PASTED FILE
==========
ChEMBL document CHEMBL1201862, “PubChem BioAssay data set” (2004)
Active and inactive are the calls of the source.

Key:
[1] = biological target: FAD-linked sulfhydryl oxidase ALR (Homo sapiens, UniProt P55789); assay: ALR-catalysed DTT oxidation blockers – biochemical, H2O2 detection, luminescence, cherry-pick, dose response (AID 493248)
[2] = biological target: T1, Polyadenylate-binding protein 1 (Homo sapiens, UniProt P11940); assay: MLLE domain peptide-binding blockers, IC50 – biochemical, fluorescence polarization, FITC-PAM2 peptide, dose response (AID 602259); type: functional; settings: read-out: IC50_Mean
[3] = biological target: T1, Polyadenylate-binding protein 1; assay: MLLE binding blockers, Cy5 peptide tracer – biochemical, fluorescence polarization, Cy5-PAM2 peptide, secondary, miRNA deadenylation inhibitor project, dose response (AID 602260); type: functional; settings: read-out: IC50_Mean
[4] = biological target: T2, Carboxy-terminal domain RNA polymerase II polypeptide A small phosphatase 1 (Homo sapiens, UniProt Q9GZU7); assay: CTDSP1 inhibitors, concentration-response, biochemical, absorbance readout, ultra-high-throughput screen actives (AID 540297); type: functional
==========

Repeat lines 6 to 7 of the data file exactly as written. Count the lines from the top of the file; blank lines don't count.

[3] = biological target: T1, Polyadenylate-binding protein 1; assay: MLLE binding blockers, Cy5 peptide tracer – biochemical, fluorescence polarization, Cy5-PAM2 peptide, secondary, miRNA deadenylation inhibitor project, dose response (AID 602260); type: functional; settings: read-out: IC50_Mean
[4] = biological target: T2, Carboxy-terminal domain RNA polymerase II polypeptide A small phosphatase 1 (Homo sapiens, UniProt Q9GZU7); assay: CTDSP1 inhibitors, concentration-response, biochemical, absorbance readout, ultra-high-throughput screen actives (AID 540297); type: functional